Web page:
Companies that recruit college students and recent graduates changed their hiring practices in response to COVID-19 — where and what you studied matters.

Over 6 in 10 Business Leaders Have Slowed College Hiring Due to COVID-19


  • A majority of business leaders who recruit college grads have slowed or stopped college hiring.
  • Among business leaders who recruit from online programs, nearly 7 in 10 have slowed hiring.
  • However, 74% of business leaders who actively recruit college students think the quality of online edu has improved due to COVID-19.

College students and recent grads face a tough job market, according to a new BestColleges survey. Since the coronavirus outbreak, a majority (63%) of business leaders recruiting college students have "slowed" or "halted" college hiring.

On top of canceled career fairs and information sessions, college graduates are contending with an economic recession and a massive — and potentially long-lasting — shift to remote work. In response to these changes, businesses are fundamentally altering their college recruiting and hiring practices.

The BestColleges survey, conducted through YouGov, polled more than 500 senior business leaders at companies that hire college students. The survey focused on employers' college recruiting practices in the first wave of the pandemic and their perceptions of online versus on-campus education.

"The survey's findings provide confirmation that the coronavirus outbreak has affected current and future employment opportunities for college students," said Melissa Venable, Ph.D., an online education advisor for BestColleges.

Even though overall college recruitment is down, employer perceptions of online education have improved. According to the survey, 74% of business leaders agree that the quality of online education has increased as a result of changes due to COVID-19. What's more, 50% actively recruit from online programs.

"Widespread remote work during COVID-19 has introduced more business leaders, companies, and industries to virtual communication and collaboration," Venable said. "While it's difficult to say for sure, the massive shift to remote work may underscore the continued importance of online learning."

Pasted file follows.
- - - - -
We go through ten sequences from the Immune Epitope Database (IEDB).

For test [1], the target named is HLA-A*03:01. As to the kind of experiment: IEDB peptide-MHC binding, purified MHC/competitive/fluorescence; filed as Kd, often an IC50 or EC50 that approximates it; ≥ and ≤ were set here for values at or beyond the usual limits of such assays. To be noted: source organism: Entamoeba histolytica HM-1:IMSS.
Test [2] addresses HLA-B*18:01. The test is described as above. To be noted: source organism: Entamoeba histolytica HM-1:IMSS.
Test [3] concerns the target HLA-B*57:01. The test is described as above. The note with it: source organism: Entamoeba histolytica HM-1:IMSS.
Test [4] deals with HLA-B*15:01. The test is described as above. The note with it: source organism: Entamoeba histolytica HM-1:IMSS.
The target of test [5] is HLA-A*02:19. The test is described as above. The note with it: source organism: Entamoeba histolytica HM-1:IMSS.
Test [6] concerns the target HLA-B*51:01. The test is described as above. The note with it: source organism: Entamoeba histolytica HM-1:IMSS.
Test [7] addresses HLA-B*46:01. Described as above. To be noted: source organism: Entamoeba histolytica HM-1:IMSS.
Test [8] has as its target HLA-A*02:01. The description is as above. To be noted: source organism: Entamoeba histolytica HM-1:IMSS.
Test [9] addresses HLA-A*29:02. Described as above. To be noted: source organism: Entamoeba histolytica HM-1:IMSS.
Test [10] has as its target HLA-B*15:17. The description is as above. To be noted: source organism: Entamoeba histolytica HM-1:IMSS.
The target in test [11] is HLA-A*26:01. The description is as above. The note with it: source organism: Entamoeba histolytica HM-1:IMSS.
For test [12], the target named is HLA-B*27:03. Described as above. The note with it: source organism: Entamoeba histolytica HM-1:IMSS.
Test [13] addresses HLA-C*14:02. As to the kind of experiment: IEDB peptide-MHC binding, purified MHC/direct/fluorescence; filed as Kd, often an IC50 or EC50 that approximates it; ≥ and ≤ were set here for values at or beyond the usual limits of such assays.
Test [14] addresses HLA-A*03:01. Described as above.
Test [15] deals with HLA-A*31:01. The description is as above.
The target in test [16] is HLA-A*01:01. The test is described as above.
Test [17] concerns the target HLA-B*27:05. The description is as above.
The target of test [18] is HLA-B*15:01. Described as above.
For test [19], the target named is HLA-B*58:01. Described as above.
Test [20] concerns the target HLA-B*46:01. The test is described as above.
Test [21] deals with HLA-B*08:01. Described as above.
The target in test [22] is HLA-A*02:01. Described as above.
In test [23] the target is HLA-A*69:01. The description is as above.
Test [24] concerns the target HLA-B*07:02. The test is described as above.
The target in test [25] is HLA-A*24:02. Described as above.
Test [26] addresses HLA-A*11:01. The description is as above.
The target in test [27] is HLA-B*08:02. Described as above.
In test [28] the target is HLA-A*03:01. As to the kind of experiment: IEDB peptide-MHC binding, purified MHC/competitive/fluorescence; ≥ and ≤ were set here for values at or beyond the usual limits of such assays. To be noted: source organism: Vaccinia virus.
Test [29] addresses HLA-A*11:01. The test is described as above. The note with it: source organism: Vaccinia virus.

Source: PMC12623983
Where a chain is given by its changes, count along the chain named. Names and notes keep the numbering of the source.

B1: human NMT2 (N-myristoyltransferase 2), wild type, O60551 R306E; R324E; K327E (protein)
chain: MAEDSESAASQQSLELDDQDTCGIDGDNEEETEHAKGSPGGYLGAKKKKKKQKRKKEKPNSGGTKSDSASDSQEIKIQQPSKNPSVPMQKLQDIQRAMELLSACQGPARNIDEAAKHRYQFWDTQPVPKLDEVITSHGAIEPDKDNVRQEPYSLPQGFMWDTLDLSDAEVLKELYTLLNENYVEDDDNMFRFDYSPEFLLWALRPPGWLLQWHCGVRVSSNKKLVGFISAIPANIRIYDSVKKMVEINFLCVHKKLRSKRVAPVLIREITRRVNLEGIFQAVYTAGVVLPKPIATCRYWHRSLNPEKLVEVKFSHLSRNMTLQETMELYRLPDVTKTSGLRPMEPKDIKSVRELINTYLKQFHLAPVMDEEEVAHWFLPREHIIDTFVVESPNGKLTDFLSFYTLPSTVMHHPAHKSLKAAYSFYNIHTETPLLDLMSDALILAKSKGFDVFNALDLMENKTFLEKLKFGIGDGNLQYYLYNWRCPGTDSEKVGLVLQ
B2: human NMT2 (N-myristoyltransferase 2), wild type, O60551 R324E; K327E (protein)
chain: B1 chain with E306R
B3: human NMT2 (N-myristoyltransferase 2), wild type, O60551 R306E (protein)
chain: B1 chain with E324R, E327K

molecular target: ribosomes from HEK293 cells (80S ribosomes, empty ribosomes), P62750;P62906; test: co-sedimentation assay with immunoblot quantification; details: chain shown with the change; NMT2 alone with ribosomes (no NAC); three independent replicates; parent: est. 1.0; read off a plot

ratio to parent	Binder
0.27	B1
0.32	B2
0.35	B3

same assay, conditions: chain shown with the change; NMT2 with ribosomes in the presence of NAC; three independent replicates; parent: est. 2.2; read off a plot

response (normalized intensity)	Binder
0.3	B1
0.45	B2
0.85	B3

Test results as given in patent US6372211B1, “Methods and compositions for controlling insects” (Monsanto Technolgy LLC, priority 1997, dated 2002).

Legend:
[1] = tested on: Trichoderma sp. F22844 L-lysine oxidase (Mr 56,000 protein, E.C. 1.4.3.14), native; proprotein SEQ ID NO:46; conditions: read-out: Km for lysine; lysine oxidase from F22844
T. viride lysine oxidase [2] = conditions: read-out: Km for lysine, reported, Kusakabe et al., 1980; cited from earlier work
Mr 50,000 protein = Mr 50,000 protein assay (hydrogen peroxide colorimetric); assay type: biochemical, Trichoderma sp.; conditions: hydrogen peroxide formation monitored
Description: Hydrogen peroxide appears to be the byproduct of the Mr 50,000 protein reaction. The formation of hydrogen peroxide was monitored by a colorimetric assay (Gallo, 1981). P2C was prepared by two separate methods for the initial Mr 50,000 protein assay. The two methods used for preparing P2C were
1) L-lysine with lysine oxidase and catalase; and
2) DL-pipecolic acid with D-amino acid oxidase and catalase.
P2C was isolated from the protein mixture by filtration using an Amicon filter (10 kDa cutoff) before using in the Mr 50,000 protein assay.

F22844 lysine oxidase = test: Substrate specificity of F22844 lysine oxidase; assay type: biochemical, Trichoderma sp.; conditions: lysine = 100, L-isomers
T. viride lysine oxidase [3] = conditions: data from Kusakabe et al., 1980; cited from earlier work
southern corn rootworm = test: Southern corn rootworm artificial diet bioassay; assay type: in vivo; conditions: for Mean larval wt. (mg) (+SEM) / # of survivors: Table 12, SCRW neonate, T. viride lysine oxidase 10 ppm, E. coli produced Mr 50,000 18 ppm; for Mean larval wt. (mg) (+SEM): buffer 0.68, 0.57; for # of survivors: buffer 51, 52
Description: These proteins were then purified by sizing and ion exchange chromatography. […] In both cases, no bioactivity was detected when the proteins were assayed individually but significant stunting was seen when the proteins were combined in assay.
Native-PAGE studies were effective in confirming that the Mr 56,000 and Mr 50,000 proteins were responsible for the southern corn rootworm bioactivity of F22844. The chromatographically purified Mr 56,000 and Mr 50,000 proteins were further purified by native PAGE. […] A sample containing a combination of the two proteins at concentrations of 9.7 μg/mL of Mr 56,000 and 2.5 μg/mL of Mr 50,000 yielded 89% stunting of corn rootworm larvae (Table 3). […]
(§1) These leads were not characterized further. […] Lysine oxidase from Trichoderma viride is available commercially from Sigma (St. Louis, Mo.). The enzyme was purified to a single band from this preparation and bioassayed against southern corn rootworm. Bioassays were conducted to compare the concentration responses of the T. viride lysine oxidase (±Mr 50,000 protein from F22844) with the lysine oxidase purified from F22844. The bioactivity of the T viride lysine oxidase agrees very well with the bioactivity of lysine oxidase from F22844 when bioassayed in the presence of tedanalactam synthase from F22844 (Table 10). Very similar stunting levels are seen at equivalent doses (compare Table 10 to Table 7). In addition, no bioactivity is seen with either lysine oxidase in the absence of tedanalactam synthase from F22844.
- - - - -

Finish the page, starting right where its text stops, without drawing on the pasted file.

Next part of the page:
Employers Want to Know If You Have an Online Degree

While the majority of business leaders agree that the quality of online education has improved due to COVID-19, business leaders still want to know whether a degree was earned from an online or in-person program. Seventy-one percent reported that their companies screen job applicants to find out.

Exactly why companies screen applicants this way is uncertain, but it may have nothing to do with a perceived qualitative difference between online and on-campus programs. Even business leaders with positive views of online education want to know how a degree was earned. Among respondents who think online learning is equal to or better than on-campus education, 58% screen job applicants to determine whether their degrees were received online.

Venable helped shed light on these findings: "Given that students pursuing a degree online are likely to differ in key ways from on-campus students, such as in their career readiness and motivations, screening applicants in this manner could simply come down to different recruitment strategies for different kinds of job candidates."

Indeed, the majority (68%) of business leaders say that their company or organization employs different strategies when recruiting from online versus in-person programs.

Opinions of Online Education Vary by Age and Industry

In the college hiring survey, about half (49%) of respondents who actively recruit college graduates called online college education "better than" or "equal to" on-campus education. However, where employers land on the question of online versus in-person education is strongly linked to age and industry.

Young business leaders who actively hire college graduates are far more likely to prefer online education or view it as equal to in-person education. Almost two-thirds (64%) of business leaders aged 18-34 actively hiring college graduates believe online education is better than or equal to on-campus education, whereas just 36% of business leaders aged 55 and older feel the same.

While opinion is somewhat divided on the quality of online education, certain industries, such as education, are more likely to hold a favorable opinion of online degrees. Teachers and school administrators are more familiar with online learning and understand its importance for the future of higher education. Leaders in industries such as real estate and construction also believe online education is better than or equal to on-campus education.